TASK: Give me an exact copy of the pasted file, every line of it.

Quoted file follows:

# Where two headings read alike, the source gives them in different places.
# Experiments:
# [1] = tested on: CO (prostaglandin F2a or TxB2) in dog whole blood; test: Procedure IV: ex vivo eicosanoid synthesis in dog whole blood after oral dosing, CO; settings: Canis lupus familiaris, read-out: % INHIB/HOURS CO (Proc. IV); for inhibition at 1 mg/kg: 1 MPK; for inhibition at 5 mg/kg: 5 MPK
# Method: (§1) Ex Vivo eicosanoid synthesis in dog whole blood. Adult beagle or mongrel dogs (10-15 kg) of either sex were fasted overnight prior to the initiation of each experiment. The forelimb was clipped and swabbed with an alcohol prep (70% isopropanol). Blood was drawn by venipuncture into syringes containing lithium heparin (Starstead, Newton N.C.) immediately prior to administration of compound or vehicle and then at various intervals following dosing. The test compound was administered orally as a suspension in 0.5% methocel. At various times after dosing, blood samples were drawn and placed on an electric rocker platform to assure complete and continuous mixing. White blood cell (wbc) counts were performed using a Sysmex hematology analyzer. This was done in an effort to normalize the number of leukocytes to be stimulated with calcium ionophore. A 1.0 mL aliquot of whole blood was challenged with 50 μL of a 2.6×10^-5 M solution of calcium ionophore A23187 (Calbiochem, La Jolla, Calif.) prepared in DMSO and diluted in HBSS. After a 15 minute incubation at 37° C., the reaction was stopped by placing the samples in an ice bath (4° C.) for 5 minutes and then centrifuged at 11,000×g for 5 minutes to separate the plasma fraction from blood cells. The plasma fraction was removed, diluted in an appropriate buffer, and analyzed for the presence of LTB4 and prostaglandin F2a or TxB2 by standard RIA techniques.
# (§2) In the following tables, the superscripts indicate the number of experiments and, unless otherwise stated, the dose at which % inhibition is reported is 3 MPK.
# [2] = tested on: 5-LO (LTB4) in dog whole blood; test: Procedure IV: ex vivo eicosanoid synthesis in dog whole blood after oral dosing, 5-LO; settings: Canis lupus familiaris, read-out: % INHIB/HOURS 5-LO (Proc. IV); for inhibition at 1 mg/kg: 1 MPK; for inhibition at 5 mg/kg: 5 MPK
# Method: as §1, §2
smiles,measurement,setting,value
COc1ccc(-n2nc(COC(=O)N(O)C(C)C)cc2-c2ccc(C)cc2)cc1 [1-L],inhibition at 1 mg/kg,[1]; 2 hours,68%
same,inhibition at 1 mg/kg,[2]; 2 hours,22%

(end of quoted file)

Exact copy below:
# Where two headings read alike, the source gives them in different places.
# Experiments:
# [1] = tested on: CO (prostaglandin F2a or TxB2) in dog whole blood; test: Procedure IV: ex vivo eicosanoid synthesis in dog whole blood after oral dosing, CO; settings: Canis lupus familiaris, read-out: % INHIB/HOURS CO (Proc. IV); for inhibition at 1 mg/kg: 1 MPK; for inhibition at 5 mg/kg: 5 MPK
# Method: (§1) Ex Vivo eicosanoid synthesis in dog whole blood. Adult beagle or mongrel dogs (10-15 kg) of either sex were fasted overnight prior to the initiation of each experiment. The forelimb was clipped and swabbed with an alcohol prep (70% isopropanol). Blood was drawn by venipuncture into syringes containing lithium heparin (Starstead, Newton N.C.) immediately prior to administration of compound or vehicle and then at various intervals following dosing. The test compound was administered orally as a suspension in 0.5% methocel. At various times after dosing, blood samples were drawn and placed on an electric rocker platform to assure complete and continuous mixing. White blood cell (wbc) counts were performed using a Sysmex hematology analyzer. This was done in an effort to normalize the number of leukocytes to be stimulated with calcium ionophore. A 1.0 mL aliquot of whole blood was challenged with 50 μL of a 2.6×10^-5 M solution of calcium ionophore A23187 (Calbiochem, La Jolla, Calif.) prepared in DMSO and diluted in HBSS. After a 15 minute incubation at 37° C., the reaction was stopped by placing the samples in an ice bath (4° C.) for 5 minutes and then centrifuged at 11,000×g for 5 minutes to separate the plasma fraction from blood cells. The plasma fraction was removed, diluted in an appropriate buffer, and analyzed for the presence of LTB4 and prostaglandin F2a or TxB2 by standard RIA techniques.
# (§2) In the following tables, the superscripts indicate the number of experiments and, unless otherwise stated, the dose at which % inhibition is reported is 3 MPK.
# [2] = tested on: 5-LO (LTB4) in dog whole blood; test: Procedure IV: ex vivo eicosanoid synthesis in dog whole blood after oral dosing, 5-LO; settings: Canis lupus familiaris, read-out: % INHIB/HOURS 5-LO (Proc. IV); for inhibition at 1 mg/kg: 1 MPK; for inhibition at 5 mg/kg: 5 MPK
# Method: as §1, §2
smiles,measurement,setting,value
COc1ccc(-n2nc(COC(=O)N(O)C(C)C)cc2-c2ccc(C)cc2)cc1 [1-L],inhibition at 1 mg/kg,[1]; 2 hours,68%
same,inhibition at 1 mg/kg,[2]; 2 hours,22%